alternatively buy something similar to Franklin Black Metal Double Bed Frame | DIY at B&Q As it is only supported on 4 legs it will be strong enough to be strung across the van, as this is essentially no different to being on the 4 legs.

Might need to change the width but should be able to redrill holes on the one side and shorten the cross members, and cut the wood slats.

Looks like it could be quite useful as I think the slats velcro down, so if you ever wanted to use the van without the bed you could lift the slats up. you'd still have a cross member but you'd have full height behind it at least, unless you made the rear cross member detachable then you'd have full access.
 
Steel has a stiffness 10-15 times that of wood, which I think means a 50x100 wood section would equate to a 3.5-5mm x 100 steel section. Using two websites, sagulator for wood and one for a beam you can see that a 4x2 pine at 2000mm and 100kg centre load sags c.4mm a steel box section of 75x25x1.5 at 2000mm with a 100kg centre load sags c.4mm, so is equivalent. Interestingly weight of the two are broadly similar.
 
Interestingly weight of the two are broadly similar.

But all he gains from that stiffness increase is 25mm - the difference between his existing 100mm deep timber and the 75mm deep box section.

A steel shelf angle, horizontal leg at the bottom, with the up and down timbers notched and sitting on top of the leg would gain him 100mm.

He suggests channel in the original post, and this would also do well with the timbers notched to sit on top of the bottom flange.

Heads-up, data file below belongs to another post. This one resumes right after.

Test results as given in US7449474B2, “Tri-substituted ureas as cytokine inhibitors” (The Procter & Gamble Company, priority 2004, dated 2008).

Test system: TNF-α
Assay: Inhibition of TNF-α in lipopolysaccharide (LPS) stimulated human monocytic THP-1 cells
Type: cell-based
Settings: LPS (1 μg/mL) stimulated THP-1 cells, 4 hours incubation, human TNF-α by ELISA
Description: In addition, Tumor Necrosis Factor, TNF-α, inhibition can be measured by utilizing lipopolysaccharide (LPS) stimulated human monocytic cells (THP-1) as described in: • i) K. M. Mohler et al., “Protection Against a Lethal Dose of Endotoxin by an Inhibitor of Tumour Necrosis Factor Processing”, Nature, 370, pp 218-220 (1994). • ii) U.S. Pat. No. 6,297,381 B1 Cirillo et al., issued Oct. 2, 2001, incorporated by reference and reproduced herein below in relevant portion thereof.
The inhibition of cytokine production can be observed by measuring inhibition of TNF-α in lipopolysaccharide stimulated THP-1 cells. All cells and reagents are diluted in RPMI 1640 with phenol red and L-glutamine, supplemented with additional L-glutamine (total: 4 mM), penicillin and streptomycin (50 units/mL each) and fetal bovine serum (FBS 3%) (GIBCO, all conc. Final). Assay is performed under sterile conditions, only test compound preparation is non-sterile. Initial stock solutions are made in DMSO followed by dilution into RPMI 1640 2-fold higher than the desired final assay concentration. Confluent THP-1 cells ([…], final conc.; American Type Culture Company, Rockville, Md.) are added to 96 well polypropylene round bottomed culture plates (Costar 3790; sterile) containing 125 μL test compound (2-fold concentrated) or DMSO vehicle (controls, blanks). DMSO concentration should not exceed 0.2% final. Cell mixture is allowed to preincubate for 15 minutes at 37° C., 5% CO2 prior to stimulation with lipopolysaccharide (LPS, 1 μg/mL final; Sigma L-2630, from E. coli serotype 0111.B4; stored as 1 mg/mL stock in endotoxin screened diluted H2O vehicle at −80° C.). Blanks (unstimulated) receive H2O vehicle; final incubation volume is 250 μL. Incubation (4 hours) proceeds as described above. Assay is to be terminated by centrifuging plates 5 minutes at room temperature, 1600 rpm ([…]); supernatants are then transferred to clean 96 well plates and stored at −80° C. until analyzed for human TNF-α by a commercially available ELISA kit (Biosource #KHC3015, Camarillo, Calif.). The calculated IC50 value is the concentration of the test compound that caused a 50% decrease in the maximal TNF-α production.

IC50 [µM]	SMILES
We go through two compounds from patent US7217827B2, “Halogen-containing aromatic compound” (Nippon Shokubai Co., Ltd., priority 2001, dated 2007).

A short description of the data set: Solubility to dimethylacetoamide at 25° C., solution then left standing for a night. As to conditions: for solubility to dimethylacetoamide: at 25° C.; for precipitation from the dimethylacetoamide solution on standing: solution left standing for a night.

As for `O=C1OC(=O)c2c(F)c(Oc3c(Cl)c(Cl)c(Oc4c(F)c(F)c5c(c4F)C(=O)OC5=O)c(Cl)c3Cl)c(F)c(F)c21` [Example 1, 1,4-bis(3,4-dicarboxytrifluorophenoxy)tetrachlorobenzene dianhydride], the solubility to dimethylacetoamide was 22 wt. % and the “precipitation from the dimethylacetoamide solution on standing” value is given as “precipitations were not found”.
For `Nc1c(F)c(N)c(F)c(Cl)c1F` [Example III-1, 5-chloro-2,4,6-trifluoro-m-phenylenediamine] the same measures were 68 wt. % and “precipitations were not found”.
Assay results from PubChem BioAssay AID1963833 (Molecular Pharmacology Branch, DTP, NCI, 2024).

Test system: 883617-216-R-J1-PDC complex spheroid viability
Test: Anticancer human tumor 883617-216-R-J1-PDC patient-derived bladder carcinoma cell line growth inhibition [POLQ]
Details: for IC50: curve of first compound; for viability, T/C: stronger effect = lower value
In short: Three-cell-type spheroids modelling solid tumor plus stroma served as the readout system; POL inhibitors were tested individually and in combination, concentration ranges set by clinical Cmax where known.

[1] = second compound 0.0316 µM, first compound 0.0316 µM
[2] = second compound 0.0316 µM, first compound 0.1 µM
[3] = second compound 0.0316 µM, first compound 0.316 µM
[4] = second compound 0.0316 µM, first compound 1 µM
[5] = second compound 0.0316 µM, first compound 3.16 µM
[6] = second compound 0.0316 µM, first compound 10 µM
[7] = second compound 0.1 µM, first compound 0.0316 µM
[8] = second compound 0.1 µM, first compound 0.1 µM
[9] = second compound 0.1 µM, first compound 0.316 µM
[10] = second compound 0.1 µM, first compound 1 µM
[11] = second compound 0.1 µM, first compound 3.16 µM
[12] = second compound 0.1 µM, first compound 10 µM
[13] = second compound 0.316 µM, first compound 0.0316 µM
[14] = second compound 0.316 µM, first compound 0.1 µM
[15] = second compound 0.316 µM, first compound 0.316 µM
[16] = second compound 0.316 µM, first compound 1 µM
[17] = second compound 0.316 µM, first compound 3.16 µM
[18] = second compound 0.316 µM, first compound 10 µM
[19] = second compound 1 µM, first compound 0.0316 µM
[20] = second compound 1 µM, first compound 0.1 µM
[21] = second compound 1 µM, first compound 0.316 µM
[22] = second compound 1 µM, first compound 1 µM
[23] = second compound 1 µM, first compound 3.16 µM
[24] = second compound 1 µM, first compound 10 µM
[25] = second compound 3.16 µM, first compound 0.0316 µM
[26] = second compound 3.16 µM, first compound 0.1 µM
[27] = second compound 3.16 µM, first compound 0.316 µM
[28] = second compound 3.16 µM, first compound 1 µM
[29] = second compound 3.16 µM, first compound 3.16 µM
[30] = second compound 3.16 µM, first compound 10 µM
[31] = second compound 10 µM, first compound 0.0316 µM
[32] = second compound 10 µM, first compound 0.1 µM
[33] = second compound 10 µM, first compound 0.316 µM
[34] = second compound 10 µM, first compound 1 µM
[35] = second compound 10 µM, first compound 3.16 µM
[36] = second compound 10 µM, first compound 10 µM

Hi aforjeh. Have a look for "Flitched Beams". It is a structural member you can construct yourself. To produce a 50mm x 50mm flitched beam with a similar bending strength to your present 2x4 timber beam you could consider a member which comprises a central core using a strip of mild steel with a rectangular cross section of 8mm x 50mm which is sandwiched between two timber cheeks of 20mm x 50mm. This composite is locked together by bolts passing through each component. It is aligned with the major dimension of the steel core being vertical. Good luck.
 
It seems to be massively overengineered. There's plenty of van conversion stuff online,if you look at that or just a standard double bed you'll get some better ideas. For a true low profile base a torsion box of 9mm ply with 2 inch batten would be less than 3 inches deep.
 
I suggest a visit to the steel merchants,
To give some idea, might mention I've inquired last fortnight at my local
for the heaviest rectangular box iron I could get, looking to make a post for table saw guard boom thingamabob.
It's gotta be rigid not being affixed at the other end.
Was seeking to get 100x60xthe heaviest gauge I can get...
Best they could find on the computer was 100x50x4mm wall thickness.
7.5 meters for 110 euros (possibly excluding VAT)

I'm going back to see if they have more options for 90x hopefully at least 50, x a heavier gauge than 4mm, and if not I'll inquire elsewhere in the engineering shop where you pay through the nose for short bits.
I might have to go back to the steel merchants. don on the hi-vis, as those forklifters are
flat out, and compare each option by means of sagulation to find the best compromise.


Last time I went before that, I bought some 60x30x of the heaviest gauge they had, possibly 2.5mm
would have to check, 7.5 meters for under 40 euros.
That stuff might be a good choice, having cut it into slightly longer lengths than a bed, I wouldn't
have issue with standing on one, overkill for something being affixed either end.
Here's a link to a list which you could consider what options you have, perhaps they sell C channel also.
I do see they do, but confusing looking dimensions.
https://www.steelexpress.co.uk/structuralsteel/RHS.html

This is another type of c-channel what's out there, not sure what it's called?
Often seen for affixing fuel or gas lines
Its not too visible here, but has folds at the open end to retain fixings.
Perhaps that's an option if you wanted to have it slide out?
View attachment 166334
Hope that helps
Tom
I believe that steel section is known as unistrut